Luke 4:1-13; 2 Timothy 3:10-17; Psalm 119:97-104
So, this week, is the second in our rhythm of life series
and having looked at pray, we are now going to consider read,
before moving on to learn, tell, serve, and give.
A key aspect of Christian life is the Bible, our Holy book,
in which God reveals himself and his purposes for Creation,
culminating in the life, death and resurrection of Christ,
and the formation of the church which results.
This is the story that is told throughout the pages of the Bible,
pages we consider inspired by the Holy Spirit,
and as Paul said in his letter to Timothy,
“useful for teaching, reproof, correction and training in righteousness.”
But there are ways that we really shouldn’t use the Bible.
For instance, I remember as a teenager
being in a great quandary about a relationship I was in.
When all else had failed I turned to the Bible,
and began by advising God of my intention to consult him
through a highly irregular method of Bible reading,
which I can only describe as Bible roulette.
The method involves flicking through the Bible at speed
with your eyes closed,
and jamming your finger in at random.
The passage your finger lands on
should contain God’s will for your life.
Of course, if the first one doesn’t look right,
or if it doesn’t give you the answer you want,
just have another go,
until you hit on something that seems to be the right fit.
Now, this is a great example of how not to read the Bible.
And from the result of this experiment itself,
never mind the patently absurd logic and ego-centric interpretation,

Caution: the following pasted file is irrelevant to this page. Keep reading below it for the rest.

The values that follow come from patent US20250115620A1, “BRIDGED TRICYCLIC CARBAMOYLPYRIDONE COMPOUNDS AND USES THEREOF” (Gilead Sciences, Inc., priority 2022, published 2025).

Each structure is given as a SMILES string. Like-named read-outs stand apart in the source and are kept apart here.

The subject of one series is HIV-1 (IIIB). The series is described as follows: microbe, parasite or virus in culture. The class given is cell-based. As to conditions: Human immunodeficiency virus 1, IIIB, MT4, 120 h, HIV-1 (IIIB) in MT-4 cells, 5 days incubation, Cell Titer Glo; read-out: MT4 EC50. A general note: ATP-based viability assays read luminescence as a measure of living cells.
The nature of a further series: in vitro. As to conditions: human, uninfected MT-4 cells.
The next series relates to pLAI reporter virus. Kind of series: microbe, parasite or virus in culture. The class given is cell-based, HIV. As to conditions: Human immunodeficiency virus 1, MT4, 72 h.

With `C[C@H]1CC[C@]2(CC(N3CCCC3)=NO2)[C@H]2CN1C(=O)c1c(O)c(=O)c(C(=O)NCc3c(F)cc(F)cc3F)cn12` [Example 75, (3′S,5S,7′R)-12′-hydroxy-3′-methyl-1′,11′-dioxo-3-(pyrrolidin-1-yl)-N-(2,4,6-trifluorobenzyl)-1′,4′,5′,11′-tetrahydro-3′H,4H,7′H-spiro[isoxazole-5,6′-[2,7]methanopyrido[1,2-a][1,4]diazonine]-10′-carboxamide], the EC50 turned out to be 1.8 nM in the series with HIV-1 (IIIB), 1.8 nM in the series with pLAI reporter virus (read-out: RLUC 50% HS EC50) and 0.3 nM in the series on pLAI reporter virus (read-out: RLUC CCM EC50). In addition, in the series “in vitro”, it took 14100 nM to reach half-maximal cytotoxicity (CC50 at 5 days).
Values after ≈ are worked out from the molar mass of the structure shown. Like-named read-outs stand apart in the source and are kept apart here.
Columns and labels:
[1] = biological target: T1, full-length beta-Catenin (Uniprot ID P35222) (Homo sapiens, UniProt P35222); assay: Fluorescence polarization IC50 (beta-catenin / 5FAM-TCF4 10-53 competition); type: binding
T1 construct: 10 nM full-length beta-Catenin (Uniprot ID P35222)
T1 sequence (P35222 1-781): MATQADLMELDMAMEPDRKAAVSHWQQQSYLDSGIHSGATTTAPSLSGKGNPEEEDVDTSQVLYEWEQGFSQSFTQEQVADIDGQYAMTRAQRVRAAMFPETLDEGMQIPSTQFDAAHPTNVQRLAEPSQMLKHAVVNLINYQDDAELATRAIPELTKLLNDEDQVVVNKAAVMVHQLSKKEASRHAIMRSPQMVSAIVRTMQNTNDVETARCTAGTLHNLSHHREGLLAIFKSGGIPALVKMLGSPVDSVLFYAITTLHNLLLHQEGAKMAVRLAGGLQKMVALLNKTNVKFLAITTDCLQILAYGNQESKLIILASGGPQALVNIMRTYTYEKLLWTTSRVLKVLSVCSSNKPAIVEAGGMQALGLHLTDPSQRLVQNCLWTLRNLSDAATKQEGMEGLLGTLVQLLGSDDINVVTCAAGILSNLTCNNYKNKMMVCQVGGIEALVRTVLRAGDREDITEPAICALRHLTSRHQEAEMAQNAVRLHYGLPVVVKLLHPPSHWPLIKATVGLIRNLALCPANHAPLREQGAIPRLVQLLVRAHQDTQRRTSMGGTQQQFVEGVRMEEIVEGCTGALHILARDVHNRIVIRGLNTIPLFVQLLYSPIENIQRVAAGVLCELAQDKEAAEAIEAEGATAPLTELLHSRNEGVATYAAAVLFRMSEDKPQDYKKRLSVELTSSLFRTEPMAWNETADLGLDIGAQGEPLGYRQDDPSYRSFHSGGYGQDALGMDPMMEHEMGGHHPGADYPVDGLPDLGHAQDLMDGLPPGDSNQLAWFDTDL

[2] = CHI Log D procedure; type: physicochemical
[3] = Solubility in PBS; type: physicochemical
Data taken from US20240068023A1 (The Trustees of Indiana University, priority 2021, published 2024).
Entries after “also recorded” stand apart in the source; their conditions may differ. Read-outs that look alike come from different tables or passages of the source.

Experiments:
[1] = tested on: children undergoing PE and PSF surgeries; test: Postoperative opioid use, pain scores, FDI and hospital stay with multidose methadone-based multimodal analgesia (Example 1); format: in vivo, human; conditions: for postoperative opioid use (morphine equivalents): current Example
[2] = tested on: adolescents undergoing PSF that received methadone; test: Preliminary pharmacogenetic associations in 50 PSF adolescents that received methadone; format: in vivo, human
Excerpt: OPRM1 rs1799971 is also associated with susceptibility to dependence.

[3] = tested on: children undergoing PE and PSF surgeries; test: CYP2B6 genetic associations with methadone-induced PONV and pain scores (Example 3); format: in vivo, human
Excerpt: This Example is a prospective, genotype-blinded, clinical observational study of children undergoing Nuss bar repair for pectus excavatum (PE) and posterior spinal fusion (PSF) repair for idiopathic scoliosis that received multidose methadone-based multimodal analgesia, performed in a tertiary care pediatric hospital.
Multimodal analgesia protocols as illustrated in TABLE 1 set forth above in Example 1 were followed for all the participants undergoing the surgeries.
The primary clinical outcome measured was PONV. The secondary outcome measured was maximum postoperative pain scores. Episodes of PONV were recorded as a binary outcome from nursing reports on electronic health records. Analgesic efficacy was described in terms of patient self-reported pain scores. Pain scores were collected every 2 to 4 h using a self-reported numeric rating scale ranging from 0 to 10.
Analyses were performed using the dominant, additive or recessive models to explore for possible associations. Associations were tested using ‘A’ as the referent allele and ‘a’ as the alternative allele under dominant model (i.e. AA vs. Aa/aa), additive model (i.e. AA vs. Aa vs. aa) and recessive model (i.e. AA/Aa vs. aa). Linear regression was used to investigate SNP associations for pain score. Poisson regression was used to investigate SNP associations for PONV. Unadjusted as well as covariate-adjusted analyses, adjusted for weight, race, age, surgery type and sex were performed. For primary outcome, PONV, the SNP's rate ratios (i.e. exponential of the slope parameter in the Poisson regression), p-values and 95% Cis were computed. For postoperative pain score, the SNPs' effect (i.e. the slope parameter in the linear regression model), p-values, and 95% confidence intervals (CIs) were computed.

I can assure you that a chat with a parent or friend
would have been much more help,
and likely relieved my suffering much sooner.
So, what would I tell my younger self now,
about how to read the Bible,
if I could sit down with him for a real deep and meaningful?
Well, apart from recommending breaking off that relationship as soon as possible,
I’d point out the temptation to use or manipulate the Bible
to provide justification for something we have already decided,
to confirm our prejudices, biases and foregone conclusions.
I would gently try to advise my younger self,
to flip my approach to Bible reading 180 degrees,
and instead of wrestling it around to fit my existing ideas,
to approach it open-handedly, respectfully,
as if it were a person with a story to tell.
I would encourage my teenage self to set to one side
his relationship dilemma,
and indeed, anything else preoccupying him,
and just read the Bible on its own terms.
Listen to it,
and be genuinely curious about what it has to say for itself.